4.3.3 Side ]Chain Functionalization 144

4.3.3.1 Thermal and Photo ]Cross ]Linking 144

4.3.3.2 Fullerene Side ]Functionalization on Polythiophene Block Copolymers 147

4.3.3.3 Cooperative Self ]Assembling 149

4.4 Polymer–Metal Oxide Hybrid Solar Cells 154

4.4.1 Anchoring Method 156

4.4.2 Surface Modification Using End ] and Side ]Chain ]Functionalized P3HT 158

4.4.2.1 End ]Group Functionalization 158

4.4.2.2 Side ]Chain Functionalization 161

4.5 Conclusion 163

Acknowledgments 164

References 164

5 Insights on Nanofiller Reinforced Polysiloxane Hybrids 179
Debarshi Dasgupta, Alok Sarkar, Dieter Wrobel, and Anubhav Saxena

5.1 Properties of Silicone (Polysiloxane) 179

5.2 Nanofiller Composition and Chemistry 183

5.2.1 Fumed Silica 183

5.2.2 Aerogel Silica 185

5.2.3 Carbon Black 187

5.3 Polymer [Poly(dimethylsiloxane)]–Filler Interaction 187

5.4 Polymer– Filler Versus Filler–Filler Interactions 190

5.5 PDMS Nanocomposite with Anisotropic Fillers 194

5.6 PDMS– Molecular Filler Nanocomposite 196

Acknowledgment 198

References 198

6 Nanophotonics with Hybrid Nanostructures: New Phenomena and New Possibilities 201
Noor Eldabagh, Jessica Czarnecki, and Jonathan J. Foley IV

6.1 Introduction 202

6.2 Theoretical Nanophotonics 204

6.2.1 Mie Theory for Spherical Nanostructures 205

6.2.2 Transfer Matrix Methods for Planar Structures 208

6.2.3 The Finite ]Difference Time ]Domain Method 214

6.2.4 The Discrete Dipole Approximation 215

6.3 Hybrid Nanostructures 216

6.3.1 Emergent Electrodynamics Phenomena: Inhomogeneous Surface Plasmon Polaritons 216

6.3.2 Advancing Imaging Beyond the Diffraction Limit with ISPPs 220

6.3.3 Emergent Material ]Dependent Optical Response in Hybrid Nanostructures 222

6.3.4 Perspective on the Horizon of Health Applications of Hybrid Nanostructures 228

6.3.5 Photodynamic Therapy 228

6.3.6 In Vivo Light Sources 231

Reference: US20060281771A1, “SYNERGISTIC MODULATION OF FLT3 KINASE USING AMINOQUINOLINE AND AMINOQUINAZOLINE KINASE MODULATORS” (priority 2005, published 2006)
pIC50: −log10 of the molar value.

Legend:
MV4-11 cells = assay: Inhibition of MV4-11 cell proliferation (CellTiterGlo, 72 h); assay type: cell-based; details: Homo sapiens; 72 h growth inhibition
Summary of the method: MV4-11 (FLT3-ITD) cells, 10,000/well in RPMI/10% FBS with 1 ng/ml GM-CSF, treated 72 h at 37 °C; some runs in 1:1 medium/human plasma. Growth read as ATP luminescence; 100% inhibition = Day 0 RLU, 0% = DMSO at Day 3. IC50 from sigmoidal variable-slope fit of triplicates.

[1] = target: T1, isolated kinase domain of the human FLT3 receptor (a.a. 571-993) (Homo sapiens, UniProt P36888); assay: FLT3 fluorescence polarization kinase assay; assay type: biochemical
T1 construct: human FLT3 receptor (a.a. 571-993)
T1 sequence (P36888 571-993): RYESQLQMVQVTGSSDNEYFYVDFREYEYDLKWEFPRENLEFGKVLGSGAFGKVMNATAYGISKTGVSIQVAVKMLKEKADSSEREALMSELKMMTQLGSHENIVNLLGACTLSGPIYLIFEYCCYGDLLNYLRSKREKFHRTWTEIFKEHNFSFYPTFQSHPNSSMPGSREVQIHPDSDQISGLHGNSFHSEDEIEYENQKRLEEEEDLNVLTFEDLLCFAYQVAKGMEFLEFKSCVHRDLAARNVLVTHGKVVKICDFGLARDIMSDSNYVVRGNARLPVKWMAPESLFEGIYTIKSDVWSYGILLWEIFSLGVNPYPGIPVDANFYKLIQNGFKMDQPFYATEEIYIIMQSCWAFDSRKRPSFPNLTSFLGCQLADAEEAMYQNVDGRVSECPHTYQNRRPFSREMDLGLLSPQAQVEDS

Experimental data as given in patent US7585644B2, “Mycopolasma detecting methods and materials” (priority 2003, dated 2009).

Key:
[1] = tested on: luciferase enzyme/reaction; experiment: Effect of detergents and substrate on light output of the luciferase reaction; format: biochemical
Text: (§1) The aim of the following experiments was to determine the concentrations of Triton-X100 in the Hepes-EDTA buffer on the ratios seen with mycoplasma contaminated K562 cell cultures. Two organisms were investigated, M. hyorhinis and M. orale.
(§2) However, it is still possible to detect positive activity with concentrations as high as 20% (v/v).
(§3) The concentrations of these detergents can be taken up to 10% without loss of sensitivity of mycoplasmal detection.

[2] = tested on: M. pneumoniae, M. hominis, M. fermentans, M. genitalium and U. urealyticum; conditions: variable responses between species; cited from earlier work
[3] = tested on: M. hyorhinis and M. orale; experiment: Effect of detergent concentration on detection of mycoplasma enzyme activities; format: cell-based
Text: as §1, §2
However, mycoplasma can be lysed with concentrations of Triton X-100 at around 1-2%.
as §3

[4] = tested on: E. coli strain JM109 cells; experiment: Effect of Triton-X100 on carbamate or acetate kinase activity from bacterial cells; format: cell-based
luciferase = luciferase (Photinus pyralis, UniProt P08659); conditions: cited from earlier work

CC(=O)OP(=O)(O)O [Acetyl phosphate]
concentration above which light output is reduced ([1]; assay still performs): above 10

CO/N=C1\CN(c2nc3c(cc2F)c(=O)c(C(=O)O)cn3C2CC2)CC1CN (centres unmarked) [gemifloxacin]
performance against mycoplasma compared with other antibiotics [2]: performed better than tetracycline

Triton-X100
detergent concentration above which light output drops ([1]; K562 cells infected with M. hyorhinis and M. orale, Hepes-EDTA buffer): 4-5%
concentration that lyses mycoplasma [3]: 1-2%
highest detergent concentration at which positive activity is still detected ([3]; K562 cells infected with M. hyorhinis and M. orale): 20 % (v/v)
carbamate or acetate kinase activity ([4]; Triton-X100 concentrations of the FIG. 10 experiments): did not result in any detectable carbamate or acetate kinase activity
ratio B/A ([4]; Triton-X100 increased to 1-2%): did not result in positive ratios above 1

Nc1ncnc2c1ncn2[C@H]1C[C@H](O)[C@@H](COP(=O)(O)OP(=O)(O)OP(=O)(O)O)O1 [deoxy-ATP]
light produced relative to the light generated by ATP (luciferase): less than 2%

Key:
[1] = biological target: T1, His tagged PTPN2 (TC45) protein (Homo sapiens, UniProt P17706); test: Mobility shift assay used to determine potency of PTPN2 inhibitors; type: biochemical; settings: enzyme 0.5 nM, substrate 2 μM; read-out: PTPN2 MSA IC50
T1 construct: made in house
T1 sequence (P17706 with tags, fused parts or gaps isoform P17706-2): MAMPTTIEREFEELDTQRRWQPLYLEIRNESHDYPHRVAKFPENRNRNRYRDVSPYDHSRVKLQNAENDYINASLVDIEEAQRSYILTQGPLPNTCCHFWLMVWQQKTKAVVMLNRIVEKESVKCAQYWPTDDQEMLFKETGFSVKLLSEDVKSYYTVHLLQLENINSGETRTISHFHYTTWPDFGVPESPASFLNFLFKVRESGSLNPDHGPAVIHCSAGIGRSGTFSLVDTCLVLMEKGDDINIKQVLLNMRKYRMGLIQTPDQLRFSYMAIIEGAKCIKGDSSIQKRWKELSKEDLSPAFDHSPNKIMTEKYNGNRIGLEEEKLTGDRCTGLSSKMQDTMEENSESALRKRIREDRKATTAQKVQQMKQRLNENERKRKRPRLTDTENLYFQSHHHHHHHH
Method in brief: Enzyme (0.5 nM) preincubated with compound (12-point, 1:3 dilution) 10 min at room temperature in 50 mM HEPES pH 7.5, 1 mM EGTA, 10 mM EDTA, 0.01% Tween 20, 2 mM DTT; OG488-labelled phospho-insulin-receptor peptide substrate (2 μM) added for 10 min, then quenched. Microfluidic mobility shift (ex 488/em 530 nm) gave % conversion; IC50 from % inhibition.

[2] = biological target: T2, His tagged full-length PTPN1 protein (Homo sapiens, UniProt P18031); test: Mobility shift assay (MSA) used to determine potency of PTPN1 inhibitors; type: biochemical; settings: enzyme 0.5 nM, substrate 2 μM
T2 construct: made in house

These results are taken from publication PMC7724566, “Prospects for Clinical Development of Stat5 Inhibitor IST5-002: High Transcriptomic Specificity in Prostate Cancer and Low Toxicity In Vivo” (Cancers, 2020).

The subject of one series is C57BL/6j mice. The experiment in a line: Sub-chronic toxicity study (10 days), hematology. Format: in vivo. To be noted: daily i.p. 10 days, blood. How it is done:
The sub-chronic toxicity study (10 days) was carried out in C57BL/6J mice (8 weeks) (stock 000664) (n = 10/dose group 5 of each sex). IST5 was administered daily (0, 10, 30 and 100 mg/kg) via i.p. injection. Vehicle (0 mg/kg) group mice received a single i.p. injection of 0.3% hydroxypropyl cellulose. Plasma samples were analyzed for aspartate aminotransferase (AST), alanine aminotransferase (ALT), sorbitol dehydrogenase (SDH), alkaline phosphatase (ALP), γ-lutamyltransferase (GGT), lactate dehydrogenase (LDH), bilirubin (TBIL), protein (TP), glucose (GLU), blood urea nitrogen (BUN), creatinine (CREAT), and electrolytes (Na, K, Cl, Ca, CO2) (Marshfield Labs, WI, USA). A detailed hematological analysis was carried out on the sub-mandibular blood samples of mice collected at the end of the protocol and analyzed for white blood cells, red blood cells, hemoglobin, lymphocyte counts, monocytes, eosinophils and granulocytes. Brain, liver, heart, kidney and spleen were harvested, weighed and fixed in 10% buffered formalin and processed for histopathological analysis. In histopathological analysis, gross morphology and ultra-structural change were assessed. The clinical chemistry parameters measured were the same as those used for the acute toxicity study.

6.4 Concluding Remarks 233

References 233

7 Drug Delivery Vehicles from Stimuli ]Responsive Block Copolymers 239
Prajakta Kulkarni and Sanku Mallik

7.1 Introduction 239

7.2 Block Copolymers for Drug Delivery 241

7.3 Polymeric Nanoparticles 241

7.3.1 Micelles 241

7.3.2 Hydrogels 243

7.3.3 Polymersomes 244

7.4 Stimuli ] Responsive Drug Delivery 245

7.4.1 Physical/External Stimuli ]Responsive Polymers 246

7.4.1.1 Temperature 246

7.4.1.2 Electro ]Responsive Polymers 247

7.4.1.3 Light ]Responsive Polymers 247

7.4.1.4 Ultrasound ]Responsive Polymers 248

7.4.2 Chemical/Internal Stimuli ]Responsive Polymers 248

7.4.2.1 PH ]Responsive Polymers 248

7.4.2.2 Ionic Strength ]Responsive Polymers 251

7.4.2.3 Enzyme ]Responsive Polymers 251

7.4.2.4 Reduction ]Sensitive Polymers 251

7.5 Challenges and Prospects 252

7.6 Summary 252

References 253

8 Mechanical Properties of Rubber ]Toughened Epoxy Nanocomposites 263
B. Zewde, I. J. Zvonkina, A. Bagasao, K. Cassimere, K. Holloway, A. Karim, and D. Raghavan

8.1 Introduction 263

8.2 Epoxy Resins 265

8.3 Rubber ] Toughened Epoxy Resin 266

8.4 Nanoparticle Filled Epoxy Nanocomposites 269

8.5 Carbon Nanotubes 270

8.6 Rubber ]Toughened CNT Filled Epoxy Nanocomposites 275

8.7 Nanoclay Filled Epoxy Nanocomposites 277

8.8 Rubber ]Toughened Nanoclay Filled Epoxy Nanocomposites 282

8.9 Silicon Dioxide Nanoparticles 284

8.10 Rubber ]Toughened Nanosilica Filled Epoxy Nanocomposites 286

8.11 Conclusions 289

Acknowledgments 280

References 280

9 Metal Complexes in Reverse Micelles 301
Marc A. Walters

9.1 Introduction 301

9.2 Location of Metal Complex Probes in the RM Core 302

9.3 Metal Complexes in Confinement 304

9.3.1 Substitution Reactions and Physical Methods 304

9.3.2 Redox Reactions in Reverse Micelles 309

9.3.3 Metal Ion Binding 311

9.4 Conclusions 320

References 320

10 Heterogenized Catalysis on Metals Impregnated Mesoporous Silica 323
Fatima Abi Ghaida, Sébastien Clément, and Ahmad Mehdi

10.1 Introduction 323

10.2 Mesoporous Silica in Catalysis 327

10.3 Modified Mesoporous Silica 329

10.4 Recent Advances in SBA Applied to Catalysis 332

10.5 Conclusion 341

References 342

Index

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Author Information

Bhanu P. S. Chauhan is a Professor and the Chairperson of the Department of Chemistry at William Paterson University, where he heads the Engineered Nanomaterials Laboratory. He obtained his PhD under the guidance of Professor Robert Corriu from Montpellier University II, France and received postdoctoral training in the groups of Professor Masato Tanaka (National Institute of Materials and Chemical Research in Japan) and Professor Phil Boudjouk (North Dakota State University). He has held the position of Assistant Professor at Catholic University of America and City University of New York-CSI, where he also attained the rank of Associate Professor. He joined William Paterson University (WPU) in 2007. His research area is in the field of nanomaterials synthesis and application in areas such as green catalysis, hybrid materials for new optical and data storage, and nanostructure-based drug delivery vehicles.